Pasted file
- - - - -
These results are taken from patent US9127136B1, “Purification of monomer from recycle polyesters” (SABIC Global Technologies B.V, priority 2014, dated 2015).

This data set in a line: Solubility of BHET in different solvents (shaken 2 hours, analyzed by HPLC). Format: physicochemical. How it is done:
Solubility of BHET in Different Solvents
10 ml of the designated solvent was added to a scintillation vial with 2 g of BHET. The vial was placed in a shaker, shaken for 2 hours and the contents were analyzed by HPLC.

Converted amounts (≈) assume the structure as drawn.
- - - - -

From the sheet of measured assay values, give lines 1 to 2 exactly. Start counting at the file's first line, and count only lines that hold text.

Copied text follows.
These results are taken from patent US9127136B1, “Purification of monomer from recycle polyesters” (SABIC Global Technologies B.V, priority 2014, dated 2015).

This data set in a line: Solubility of BHET in different solvents (shaken 2 hours, analyzed by HPLC). Format: physicochemical. How it is done: